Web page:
Asking for Help
I hate to ask for help.
I hate it so much and probably always have. I am told that my first sentence was “No, me do it” which apparently is still my default mode. I loathe asking for assistance so much that I will run myself ragged trying to “do it all” despite the fact that I have plenty of people who are delighted to pitch in.
Once again, for a smart person, I am really dumb.
Why would I not ask for help?
I need to feel independent. But, in reality, none of us are.
I need to feel wholly competent. But, instead I am sometimes partially incompetent.
I hate to inconvenience anyone. That’s ironic: I do anyway by not being able to do all that I commit myself to do.
I hate to appear vulnerable. More irony: Given the ups and downs of my life over the past few years, my invincibility cloak has long been shed.
But still, I can’t bring myself to ask for help.
So, in addition to being dumb, I am also exhausted.
Not surprisingly, according to a Harvard University study. Not only does going it alone create physical exhaustion, but cognitive exhaustion as well. In this study, one group of people were told they had to move a large box alone and another group was told they needed to move the large box but would have a partner. However, before either set of people touched the box they were asked to estimate the weight of the box.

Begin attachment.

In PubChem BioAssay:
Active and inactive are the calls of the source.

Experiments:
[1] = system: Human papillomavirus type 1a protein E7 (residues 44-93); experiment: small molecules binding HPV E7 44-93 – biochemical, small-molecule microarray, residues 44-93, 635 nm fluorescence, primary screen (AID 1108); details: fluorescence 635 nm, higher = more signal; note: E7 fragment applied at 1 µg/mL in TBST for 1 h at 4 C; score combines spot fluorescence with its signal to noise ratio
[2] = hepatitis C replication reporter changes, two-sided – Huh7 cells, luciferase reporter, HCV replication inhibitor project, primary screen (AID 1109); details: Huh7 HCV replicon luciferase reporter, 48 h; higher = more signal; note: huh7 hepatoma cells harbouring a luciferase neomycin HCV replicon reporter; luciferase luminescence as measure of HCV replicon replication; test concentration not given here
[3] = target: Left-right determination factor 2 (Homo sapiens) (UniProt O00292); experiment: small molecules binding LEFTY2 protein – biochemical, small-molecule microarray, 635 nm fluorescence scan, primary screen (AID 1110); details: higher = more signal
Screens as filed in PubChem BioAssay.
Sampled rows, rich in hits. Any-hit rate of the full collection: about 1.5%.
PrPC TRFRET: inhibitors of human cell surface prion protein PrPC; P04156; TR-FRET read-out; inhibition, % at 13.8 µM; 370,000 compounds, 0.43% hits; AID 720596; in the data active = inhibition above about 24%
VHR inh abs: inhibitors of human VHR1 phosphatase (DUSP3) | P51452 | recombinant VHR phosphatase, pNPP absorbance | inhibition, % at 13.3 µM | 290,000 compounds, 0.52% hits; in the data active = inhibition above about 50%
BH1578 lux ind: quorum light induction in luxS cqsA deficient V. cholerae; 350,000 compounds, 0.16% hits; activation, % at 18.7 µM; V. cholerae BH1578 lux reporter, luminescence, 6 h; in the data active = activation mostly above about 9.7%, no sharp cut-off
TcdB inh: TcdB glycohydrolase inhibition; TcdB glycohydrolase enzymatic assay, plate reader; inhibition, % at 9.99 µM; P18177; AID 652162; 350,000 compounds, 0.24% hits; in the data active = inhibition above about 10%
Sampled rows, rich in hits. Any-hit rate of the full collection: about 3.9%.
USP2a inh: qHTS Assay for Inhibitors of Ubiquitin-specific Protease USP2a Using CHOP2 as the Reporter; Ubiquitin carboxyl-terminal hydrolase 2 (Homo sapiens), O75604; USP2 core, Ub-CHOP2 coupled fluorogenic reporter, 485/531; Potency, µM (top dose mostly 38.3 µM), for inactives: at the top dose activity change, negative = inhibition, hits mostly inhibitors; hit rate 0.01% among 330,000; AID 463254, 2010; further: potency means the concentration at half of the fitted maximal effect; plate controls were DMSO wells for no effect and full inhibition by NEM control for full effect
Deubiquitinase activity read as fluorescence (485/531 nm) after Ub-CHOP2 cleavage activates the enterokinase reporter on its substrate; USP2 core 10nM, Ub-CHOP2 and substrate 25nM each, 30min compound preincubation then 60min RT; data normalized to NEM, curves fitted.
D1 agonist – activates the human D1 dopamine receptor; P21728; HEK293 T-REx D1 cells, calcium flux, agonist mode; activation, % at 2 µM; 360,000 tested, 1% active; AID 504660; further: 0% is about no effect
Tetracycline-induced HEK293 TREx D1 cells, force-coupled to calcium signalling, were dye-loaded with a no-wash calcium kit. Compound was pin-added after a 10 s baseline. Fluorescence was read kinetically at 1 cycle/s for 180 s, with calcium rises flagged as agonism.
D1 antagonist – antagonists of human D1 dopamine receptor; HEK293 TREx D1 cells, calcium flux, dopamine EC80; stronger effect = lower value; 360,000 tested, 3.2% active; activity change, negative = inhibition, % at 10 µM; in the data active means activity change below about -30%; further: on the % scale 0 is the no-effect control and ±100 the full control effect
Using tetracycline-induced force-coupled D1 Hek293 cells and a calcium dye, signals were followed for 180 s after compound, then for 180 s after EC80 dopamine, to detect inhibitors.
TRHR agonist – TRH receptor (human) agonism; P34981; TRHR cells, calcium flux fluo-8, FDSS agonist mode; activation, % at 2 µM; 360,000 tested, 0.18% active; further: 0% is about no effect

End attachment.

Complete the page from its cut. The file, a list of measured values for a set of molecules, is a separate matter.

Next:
The purpose was to see if there would be a difference between the two groups estimations.
There were. Those who were told they had to move the box alone estimated the box to be 10% heavier than those who were told they would have a partner to move it.
Now of course the box was the weight that the box was. Moving it alone or with a partner did not change the actual weight of the box, only the perception of how heavy it might be.
Just by being told someone would be there with them made the perception of the task 10% less difficult. (Well, 10% plus 50% assuming your partner carried half the weight. But you get the point. Math is hard.)
So have I learned my lesson and will I ask for help more often? Maybe. Maybe trading the discomfort of going it alone for the discomfort of having to ask is worth it.
This study is also a good reminder to let our gymnasts know that they are not alone—they have help! If we can make a task feel less difficult to a gymnast because she has support, we can ease her anxiety and fear. Reminding her that she won’t be alone on the competition floor, her teammates will be right with her. Reminding her that learning new skills is not an independent task and that her coach is there to help her along. And most importantly, reminding her that when a workout goes bad or a meet is a disaster, she can fall apart and that you will be there to help put her back together.
Finally, I want to remind all of you, parenting is not a solo pursuit; your JAG village is here to help. Making parenting 10% less difficult? I know that is well worth while! So lean on us, ask for what you need and know that we are committed to helping you create a happy, smart, strong child with good character.
And, yes, I will do the same.